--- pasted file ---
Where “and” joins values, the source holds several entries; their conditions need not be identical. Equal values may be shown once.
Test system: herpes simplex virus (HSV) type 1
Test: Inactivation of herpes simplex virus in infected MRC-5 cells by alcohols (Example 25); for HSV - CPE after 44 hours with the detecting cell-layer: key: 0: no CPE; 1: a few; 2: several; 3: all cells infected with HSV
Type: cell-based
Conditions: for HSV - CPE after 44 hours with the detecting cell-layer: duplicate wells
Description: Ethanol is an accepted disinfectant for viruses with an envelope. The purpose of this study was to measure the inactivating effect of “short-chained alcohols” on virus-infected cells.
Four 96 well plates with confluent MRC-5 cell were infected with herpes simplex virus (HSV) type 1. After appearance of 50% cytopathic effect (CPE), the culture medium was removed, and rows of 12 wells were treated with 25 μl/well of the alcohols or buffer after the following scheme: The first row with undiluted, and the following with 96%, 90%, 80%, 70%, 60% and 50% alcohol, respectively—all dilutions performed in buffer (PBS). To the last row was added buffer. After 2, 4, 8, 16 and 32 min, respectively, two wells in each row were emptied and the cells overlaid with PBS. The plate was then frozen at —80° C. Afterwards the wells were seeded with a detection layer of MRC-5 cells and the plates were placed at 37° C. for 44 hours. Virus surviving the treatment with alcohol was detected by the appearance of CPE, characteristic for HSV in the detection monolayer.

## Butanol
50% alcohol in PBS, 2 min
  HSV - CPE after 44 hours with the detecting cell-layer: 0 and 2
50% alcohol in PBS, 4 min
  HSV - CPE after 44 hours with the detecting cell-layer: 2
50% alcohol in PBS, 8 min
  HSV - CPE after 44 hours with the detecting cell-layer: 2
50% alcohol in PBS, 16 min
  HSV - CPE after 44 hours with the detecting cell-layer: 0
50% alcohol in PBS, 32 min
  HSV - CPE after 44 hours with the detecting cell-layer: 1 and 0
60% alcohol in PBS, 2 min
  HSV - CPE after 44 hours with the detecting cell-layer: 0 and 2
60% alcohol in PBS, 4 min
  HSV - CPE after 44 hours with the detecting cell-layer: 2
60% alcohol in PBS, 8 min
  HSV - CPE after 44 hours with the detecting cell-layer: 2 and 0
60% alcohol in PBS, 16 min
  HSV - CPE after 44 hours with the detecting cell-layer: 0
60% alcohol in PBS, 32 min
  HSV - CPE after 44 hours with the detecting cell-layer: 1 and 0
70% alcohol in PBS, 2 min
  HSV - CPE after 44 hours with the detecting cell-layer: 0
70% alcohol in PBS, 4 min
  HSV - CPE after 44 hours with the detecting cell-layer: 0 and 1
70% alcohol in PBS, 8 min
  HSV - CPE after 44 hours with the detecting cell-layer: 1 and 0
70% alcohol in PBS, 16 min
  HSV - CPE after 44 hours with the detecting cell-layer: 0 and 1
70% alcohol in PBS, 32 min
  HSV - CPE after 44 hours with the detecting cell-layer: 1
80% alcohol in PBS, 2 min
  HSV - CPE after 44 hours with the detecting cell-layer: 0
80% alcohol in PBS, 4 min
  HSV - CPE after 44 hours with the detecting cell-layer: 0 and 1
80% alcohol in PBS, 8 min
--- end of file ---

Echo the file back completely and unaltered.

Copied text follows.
Where “and” joins values, the source holds several entries; their conditions need not be identical. Equal values may be shown once.
Test system: herpes simplex virus (HSV) type 1
Test: Inactivation of herpes simplex virus in infected MRC-5 cells by alcohols (Example 25); for HSV - CPE after 44 hours with the detecting cell-layer: key: 0: no CPE; 1: a few; 2: several; 3: all cells infected with HSV
Type: cell-based
Conditions: for HSV - CPE after 44 hours with the detecting cell-layer: duplicate wells
Description: Ethanol is an accepted disinfectant for viruses with an envelope. The purpose of this study was to measure the inactivating effect of “short-chained alcohols” on virus-infected cells.
Four 96 well plates with confluent MRC-5 cell were infected with herpes simplex virus (HSV) type 1. After appearance of 50% cytopathic effect (CPE), the culture medium was removed, and rows of 12 wells were treated with 25 μl/well of the alcohols or buffer after the following scheme: The first row with undiluted, and the following with 96%, 90%, 80%, 70%, 60% and 50% alcohol, respectively—all dilutions performed in buffer (PBS). To the last row was added buffer. After 2, 4, 8, 16 and 32 min, respectively, two wells in each row were emptied and the cells overlaid with PBS. The plate was then frozen at —80° C. Afterwards the wells were seeded with a detection layer of MRC-5 cells and the plates were placed at 37° C. for 44 hours. Virus surviving the treatment with alcohol was detected by the appearance of CPE, characteristic for HSV in the detection monolayer.

## Butanol
50% alcohol in PBS, 2 min
  HSV - CPE after 44 hours with the detecting cell-layer: 0 and 2
50% alcohol in PBS, 4 min
  HSV - CPE after 44 hours with the detecting cell-layer: 2
50% alcohol in PBS, 8 min
  HSV - CPE after 44 hours with the detecting cell-layer: 2
50% alcohol in PBS, 16 min
  HSV - CPE after 44 hours with the detecting cell-layer: 0
50% alcohol in PBS, 32 min
  HSV - CPE after 44 hours with the detecting cell-layer: 1 and 0
60% alcohol in PBS, 2 min
  HSV - CPE after 44 hours with the detecting cell-layer: 0 and 2
60% alcohol in PBS, 4 min
  HSV - CPE after 44 hours with the detecting cell-layer: 2
60% alcohol in PBS, 8 min
  HSV - CPE after 44 hours with the detecting cell-layer: 2 and 0
60% alcohol in PBS, 16 min
  HSV - CPE after 44 hours with the detecting cell-layer: 0
60% alcohol in PBS, 32 min
  HSV - CPE after 44 hours with the detecting cell-layer: 1 and 0
70% alcohol in PBS, 2 min
  HSV - CPE after 44 hours with the detecting cell-layer: 0
70% alcohol in PBS, 4 min
  HSV - CPE after 44 hours with the detecting cell-layer: 0 and 1
70% alcohol in PBS, 8 min
  HSV - CPE after 44 hours with the detecting cell-layer: 1 and 0
70% alcohol in PBS, 16 min
  HSV - CPE after 44 hours with the detecting cell-layer: 0 and 1
70% alcohol in PBS, 32 min
  HSV - CPE after 44 hours with the detecting cell-layer: 1
80% alcohol in PBS, 2 min
  HSV - CPE after 44 hours with the detecting cell-layer: 0
80% alcohol in PBS, 4 min
  HSV - CPE after 44 hours with the detecting cell-layer: 0 and 1
80% alcohol in PBS, 8 min